PPE Detection

Computer Vision in Construction: 5 Applications to Create Workplace of the Future

Computer vision is changing the way businesses operate. From retail to warehousing, from manufacturing to urban planning, the technology allows to measure and analyze real-life objects and create a quantifiable data level on top of them.

Computer vision utilizes video or image data to ‘count the uncountable’. The software can analyze video footage from video surveillance cameras which are already present at most modern workplaces. It is simple to deploy, requires little to no additional hardware investment. The advances in machine learning make computer vision applications more accurate and dependable.

Therefore video analysis is making inroads into construction sites. These tools can increase productivity, improve safety, reduce costs and lead to more well-informed planning decisions.

We take a look at the best 5 computer vision applications for the construction industry.

1. Monitoring PPE compliance

Everyone knows that even the best safety protocols ‘on paper’ are hard to enforce in real life.

Computer vision can identify if hardhats, high visibility jackets, gloves, masks, footwear, and other protective equipment are worn by employees entering company premises or certain areas where such equipment is required.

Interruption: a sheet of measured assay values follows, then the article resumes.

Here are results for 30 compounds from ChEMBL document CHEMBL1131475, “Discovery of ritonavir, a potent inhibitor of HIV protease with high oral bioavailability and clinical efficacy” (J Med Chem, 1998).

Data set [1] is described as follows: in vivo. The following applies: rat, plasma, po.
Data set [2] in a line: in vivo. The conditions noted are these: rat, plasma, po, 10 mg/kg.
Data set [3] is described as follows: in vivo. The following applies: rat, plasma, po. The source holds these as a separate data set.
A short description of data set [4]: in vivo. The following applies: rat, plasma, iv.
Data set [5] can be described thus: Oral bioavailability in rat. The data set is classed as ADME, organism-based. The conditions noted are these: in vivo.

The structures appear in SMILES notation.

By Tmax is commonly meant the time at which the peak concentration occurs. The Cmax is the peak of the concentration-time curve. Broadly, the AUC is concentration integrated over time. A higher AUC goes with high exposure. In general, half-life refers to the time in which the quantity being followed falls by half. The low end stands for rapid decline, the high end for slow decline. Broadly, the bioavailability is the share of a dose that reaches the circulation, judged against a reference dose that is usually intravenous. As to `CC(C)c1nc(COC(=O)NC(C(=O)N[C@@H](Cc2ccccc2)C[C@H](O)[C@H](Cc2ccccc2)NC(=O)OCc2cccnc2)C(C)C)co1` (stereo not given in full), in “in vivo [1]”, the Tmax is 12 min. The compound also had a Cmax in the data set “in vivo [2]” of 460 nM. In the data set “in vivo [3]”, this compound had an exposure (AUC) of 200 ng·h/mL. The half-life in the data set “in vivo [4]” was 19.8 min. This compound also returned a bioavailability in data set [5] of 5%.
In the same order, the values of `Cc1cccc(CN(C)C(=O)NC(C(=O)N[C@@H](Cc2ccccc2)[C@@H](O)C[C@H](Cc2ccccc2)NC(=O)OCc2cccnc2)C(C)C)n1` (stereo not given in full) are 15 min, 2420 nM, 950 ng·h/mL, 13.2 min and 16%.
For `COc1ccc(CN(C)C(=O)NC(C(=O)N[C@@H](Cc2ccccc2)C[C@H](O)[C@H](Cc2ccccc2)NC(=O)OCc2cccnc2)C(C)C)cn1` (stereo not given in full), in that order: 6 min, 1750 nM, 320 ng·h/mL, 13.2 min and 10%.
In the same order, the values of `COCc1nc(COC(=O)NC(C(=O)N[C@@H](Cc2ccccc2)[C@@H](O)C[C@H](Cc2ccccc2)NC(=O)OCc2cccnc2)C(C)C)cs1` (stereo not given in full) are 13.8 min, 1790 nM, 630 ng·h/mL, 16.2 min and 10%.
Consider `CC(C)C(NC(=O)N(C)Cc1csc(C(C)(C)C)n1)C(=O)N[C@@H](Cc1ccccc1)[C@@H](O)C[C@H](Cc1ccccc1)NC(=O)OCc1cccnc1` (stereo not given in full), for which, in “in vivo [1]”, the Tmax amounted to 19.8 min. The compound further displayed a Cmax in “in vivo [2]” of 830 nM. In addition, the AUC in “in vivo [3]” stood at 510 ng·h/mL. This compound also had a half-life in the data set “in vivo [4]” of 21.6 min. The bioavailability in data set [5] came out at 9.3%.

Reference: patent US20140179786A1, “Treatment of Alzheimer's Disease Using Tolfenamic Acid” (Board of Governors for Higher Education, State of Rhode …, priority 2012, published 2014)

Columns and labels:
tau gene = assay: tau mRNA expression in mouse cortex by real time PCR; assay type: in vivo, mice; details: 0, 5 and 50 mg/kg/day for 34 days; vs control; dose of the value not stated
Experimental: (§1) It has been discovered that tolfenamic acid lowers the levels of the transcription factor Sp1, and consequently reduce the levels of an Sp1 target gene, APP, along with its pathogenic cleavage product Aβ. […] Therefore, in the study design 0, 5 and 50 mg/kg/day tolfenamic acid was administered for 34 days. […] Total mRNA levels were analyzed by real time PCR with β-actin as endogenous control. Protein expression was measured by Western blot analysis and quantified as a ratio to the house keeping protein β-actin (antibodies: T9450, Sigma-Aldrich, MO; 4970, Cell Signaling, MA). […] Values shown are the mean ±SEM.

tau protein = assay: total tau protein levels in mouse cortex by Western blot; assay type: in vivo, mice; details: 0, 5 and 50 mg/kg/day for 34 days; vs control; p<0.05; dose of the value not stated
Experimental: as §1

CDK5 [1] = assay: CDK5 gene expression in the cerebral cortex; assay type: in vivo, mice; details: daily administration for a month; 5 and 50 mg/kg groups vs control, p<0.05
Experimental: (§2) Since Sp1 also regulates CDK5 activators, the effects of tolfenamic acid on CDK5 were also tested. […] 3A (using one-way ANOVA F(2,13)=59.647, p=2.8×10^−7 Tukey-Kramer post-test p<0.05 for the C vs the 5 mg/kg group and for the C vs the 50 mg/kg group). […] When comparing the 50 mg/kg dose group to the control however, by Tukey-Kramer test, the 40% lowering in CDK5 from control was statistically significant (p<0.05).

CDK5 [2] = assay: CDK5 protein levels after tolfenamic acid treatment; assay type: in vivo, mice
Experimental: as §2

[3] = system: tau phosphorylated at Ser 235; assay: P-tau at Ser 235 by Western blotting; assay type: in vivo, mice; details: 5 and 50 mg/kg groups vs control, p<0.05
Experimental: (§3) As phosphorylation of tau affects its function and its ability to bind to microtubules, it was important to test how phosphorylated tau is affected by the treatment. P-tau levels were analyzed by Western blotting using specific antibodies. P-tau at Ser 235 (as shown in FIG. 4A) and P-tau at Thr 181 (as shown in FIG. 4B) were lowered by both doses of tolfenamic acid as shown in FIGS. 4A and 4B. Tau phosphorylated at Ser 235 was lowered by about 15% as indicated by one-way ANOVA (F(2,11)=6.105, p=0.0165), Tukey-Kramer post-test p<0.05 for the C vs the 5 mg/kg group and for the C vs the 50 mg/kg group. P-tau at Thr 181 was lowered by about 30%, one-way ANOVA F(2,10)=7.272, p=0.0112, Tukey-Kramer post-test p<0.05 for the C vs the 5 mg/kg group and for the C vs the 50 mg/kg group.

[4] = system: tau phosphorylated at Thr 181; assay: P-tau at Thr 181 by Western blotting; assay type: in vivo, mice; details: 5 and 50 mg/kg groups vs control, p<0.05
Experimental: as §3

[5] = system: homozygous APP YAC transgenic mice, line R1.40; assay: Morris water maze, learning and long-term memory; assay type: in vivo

It can automatically notify the site security officer if a PPE compliance breach was detected. The video footage can be also stored for later incident analysis. The technology does not take coffee breaks, never sleeps, and provides constant site monitoring.

2. Tracking material quantities

Computer vision can track the quantities of building materials stored on the construction site. The technology can provide alerts in advance when quantities are running low.

3. Optimizing worker flow

In large construction sites, inefficient movement of workers can result in significant time expenses. Computer vision can create spaghetti diagrams, identifying worker movement trajectories. They allow to check for longer travel paths, movement bottlenecks, and optimize on-site material storage.

4. Measuring manual cycle duration

Computer vision can identify the duration of manual cycles. This is especially relevant for construction where the process is manual labor-intensive. The software can measure how long a particular task takes (for instance, laying a line of pavement tiles). Similar to BIM model 3D progress tracking, this can help to produce real-life project completion estimates and check whether the construction progress is in line with the project timeline.

5. Preventing unauthorized access

Computer vision solutions are already utilized in many worksites for access control. By identifying license plates, it can prevent unauthorized vehicle access. Taking things further, technology also utilizes face recognition and can automatically identify unauthorized persons.

Although in the near future construction sites will feature assistant robots for moving the materials, 3D printers enabling to produce required components on-site, or drones supervising work at high altitudes, computer vision in construction already allows making the processes more efficient.

Want to transfer your construction site into the feature? Let’s talk today!

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Vėjūnė Krašinskienė
Chief Operating Officer

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